Shafaq News / Turkey's lira recovered as much as 7% on Wednesday from a historic slide to record lows a day earlier triggered by President Tayyip Erdogan's defence of rate cuts, but volatility and steep price rises still worried consumers and investors.
The currency hit new all-time lows against the dollar in 11 consecutive sessions before Wednesday, losing as much as 45% of its value this year, with around half of those losses occurring since the start of last week.
However, the lira strengthened as far as 11.6 to the U.S. currency on Wednesday afternoon before easing to 12.00 by 1318 GMT, still 38% weaker than at the end of last year.
Bankers said liquidity had virtually dried up with moves to Tuesday's all-time low of 13.45 driven by panic dollar buying.
Many Turks, already grappling with inflation of around 20%, fear price rises will accelerate. Opposition politicians have accused Erdogan of dragging the country into crisis.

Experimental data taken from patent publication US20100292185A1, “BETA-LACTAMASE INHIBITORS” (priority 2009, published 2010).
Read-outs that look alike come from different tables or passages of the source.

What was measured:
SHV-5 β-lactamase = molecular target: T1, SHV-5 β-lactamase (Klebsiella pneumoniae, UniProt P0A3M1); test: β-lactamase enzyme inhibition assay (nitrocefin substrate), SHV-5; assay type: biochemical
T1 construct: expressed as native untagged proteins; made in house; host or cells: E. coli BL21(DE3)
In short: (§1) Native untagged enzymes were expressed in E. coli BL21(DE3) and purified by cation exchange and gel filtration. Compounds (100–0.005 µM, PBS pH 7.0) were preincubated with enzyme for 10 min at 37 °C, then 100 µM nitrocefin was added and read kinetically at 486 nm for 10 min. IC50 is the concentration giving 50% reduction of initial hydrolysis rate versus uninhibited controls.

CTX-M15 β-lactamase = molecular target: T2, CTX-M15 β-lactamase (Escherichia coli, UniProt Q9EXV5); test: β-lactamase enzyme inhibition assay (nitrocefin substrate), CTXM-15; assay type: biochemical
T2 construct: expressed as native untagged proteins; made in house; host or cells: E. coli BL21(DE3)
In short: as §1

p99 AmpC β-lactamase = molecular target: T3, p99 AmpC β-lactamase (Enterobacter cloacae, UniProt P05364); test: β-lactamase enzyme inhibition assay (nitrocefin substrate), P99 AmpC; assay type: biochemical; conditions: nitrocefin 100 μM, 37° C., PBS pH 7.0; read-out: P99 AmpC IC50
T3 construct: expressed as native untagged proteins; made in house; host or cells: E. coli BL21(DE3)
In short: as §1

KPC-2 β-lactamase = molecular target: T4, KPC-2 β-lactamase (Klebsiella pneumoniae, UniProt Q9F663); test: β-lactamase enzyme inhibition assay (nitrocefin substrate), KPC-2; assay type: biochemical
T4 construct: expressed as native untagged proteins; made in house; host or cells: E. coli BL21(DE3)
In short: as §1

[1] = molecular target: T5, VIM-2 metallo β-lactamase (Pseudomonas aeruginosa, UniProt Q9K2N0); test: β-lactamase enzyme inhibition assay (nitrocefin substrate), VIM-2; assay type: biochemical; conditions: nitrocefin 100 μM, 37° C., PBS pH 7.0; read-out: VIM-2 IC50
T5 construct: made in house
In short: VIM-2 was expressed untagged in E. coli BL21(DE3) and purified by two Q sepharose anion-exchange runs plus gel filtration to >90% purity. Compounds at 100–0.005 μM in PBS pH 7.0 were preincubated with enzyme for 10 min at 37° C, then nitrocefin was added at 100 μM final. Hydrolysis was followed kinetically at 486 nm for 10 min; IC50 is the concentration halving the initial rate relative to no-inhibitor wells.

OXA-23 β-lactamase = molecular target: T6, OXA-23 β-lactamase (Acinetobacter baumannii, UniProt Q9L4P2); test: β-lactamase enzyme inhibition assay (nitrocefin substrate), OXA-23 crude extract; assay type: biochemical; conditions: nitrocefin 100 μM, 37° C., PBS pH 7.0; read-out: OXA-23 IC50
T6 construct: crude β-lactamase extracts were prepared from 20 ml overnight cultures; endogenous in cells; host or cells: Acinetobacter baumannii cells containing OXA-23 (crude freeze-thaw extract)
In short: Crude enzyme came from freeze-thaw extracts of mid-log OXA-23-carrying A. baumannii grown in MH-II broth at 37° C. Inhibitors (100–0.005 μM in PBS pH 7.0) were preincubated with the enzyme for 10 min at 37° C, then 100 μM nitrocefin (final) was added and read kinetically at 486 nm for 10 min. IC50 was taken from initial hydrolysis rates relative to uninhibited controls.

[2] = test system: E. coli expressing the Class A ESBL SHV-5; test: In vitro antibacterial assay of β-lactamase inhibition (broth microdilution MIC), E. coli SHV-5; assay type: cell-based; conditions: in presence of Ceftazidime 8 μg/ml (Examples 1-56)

Retailers too are struggling with the turmoil, with some websites stopping sales of electronic products on Wednesday.
A sales representative at an Istanbul Apple store said people were thinking of electronics as an investment as much as items to use. "It is pretty surreal with the economy and all, but people see it as a store of value," the representative said.
Despite Erdogan defending the central bank's monetary policy and vowing to win his "economic war of independence", there is widespread criticism from those calling for action to reverse the slide in the currency, including from top economists.
There has been no sign of any intervention to boost the currency. The central bank said on Tuesday it could only do so under certain conditions in "excessive volatility".